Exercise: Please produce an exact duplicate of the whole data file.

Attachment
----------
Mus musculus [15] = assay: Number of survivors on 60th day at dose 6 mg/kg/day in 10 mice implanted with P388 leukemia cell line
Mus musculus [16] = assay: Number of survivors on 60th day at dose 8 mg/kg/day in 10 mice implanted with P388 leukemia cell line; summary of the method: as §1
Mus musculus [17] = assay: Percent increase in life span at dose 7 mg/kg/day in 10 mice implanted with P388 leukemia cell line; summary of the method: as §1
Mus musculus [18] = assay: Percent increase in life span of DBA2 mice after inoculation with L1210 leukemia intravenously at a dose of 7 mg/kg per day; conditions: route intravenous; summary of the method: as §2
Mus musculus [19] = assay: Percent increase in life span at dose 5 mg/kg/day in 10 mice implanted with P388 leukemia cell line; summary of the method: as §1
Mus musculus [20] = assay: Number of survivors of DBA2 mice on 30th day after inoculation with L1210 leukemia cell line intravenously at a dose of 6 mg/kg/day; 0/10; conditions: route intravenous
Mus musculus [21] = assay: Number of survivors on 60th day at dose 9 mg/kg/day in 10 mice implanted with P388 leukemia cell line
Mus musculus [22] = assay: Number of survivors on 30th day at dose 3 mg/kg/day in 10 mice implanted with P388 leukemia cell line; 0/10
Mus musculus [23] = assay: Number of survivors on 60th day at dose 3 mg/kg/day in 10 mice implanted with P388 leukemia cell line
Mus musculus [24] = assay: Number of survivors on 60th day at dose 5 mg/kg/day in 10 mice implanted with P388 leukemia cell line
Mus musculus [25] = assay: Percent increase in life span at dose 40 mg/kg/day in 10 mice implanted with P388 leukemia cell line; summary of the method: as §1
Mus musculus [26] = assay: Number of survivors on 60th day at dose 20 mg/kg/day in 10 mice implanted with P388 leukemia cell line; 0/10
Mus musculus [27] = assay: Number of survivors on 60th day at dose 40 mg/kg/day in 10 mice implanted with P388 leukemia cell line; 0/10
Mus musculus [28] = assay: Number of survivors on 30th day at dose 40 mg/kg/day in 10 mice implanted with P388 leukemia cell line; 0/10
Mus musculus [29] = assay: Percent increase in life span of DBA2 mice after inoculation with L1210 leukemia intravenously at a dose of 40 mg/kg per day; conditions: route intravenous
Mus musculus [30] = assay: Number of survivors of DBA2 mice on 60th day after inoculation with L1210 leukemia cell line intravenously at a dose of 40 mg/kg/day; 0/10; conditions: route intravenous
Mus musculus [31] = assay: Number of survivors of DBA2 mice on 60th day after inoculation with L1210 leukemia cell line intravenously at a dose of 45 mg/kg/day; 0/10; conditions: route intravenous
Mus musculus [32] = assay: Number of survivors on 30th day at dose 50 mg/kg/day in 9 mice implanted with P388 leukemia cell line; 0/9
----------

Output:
Mus musculus [15] = assay: Number of survivors on 60th day at dose 6 mg/kg/day in 10 mice implanted with P388 leukemia cell line
Mus musculus [16] = assay: Number of survivors on 60th day at dose 8 mg/kg/day in 10 mice implanted with P388 leukemia cell line; summary of the method: as §1
Mus musculus [17] = assay: Percent increase in life span at dose 7 mg/kg/day in 10 mice implanted with P388 leukemia cell line; summary of the method: as §1
Mus musculus [18] = assay: Percent increase in life span of DBA2 mice after inoculation with L1210 leukemia intravenously at a dose of 7 mg/kg per day; conditions: route intravenous; summary of the method: as §2
Mus musculus [19] = assay: Percent increase in life span at dose 5 mg/kg/day in 10 mice implanted with P388 leukemia cell line; summary of the method: as §1
Mus musculus [20] = assay: Number of survivors of DBA2 mice on 30th day after inoculation with L1210 leukemia cell line intravenously at a dose of 6 mg/kg/day; 0/10; conditions: route intravenous
Mus musculus [21] = assay: Number of survivors on 60th day at dose 9 mg/kg/day in 10 mice implanted with P388 leukemia cell line
Mus musculus [22] = assay: Number of survivors on 30th day at dose 3 mg/kg/day in 10 mice implanted with P388 leukemia cell line; 0/10
Mus musculus [23] = assay: Number of survivors on 60th day at dose 3 mg/kg/day in 10 mice implanted with P388 leukemia cell line
Mus musculus [24] = assay: Number of survivors on 60th day at dose 5 mg/kg/day in 10 mice implanted with P388 leukemia cell line
Mus musculus [25] = assay: Percent increase in life span at dose 40 mg/kg/day in 10 mice implanted with P388 leukemia cell line; summary of the method: as §1
Mus musculus [26] = assay: Number of survivors on 60th day at dose 20 mg/kg/day in 10 mice implanted with P388 leukemia cell line; 0/10
Mus musculus [27] = assay: Number of survivors on 60th day at dose 40 mg/kg/day in 10 mice implanted with P388 leukemia cell line; 0/10
Mus musculus [28] = assay: Number of survivors on 30th day at dose 40 mg/kg/day in 10 mice implanted with P388 leukemia cell line; 0/10
Mus musculus [29] = assay: Percent increase in life span of DBA2 mice after inoculation with L1210 leukemia intravenously at a dose of 40 mg/kg per day; conditions: route intravenous
Mus musculus [30] = assay: Number of survivors of DBA2 mice on 60th day after inoculation with L1210 leukemia cell line intravenously at a dose of 40 mg/kg/day; 0/10; conditions: route intravenous
Mus musculus [31] = assay: Number of survivors of DBA2 mice on 60th day after inoculation with L1210 leukemia cell line intravenously at a dose of 45 mg/kg/day; 0/10; conditions: route intravenous
Mus musculus [32] = assay: Number of survivors on 30th day at dose 50 mg/kg/day in 9 mice implanted with P388 leukemia cell line; 0/9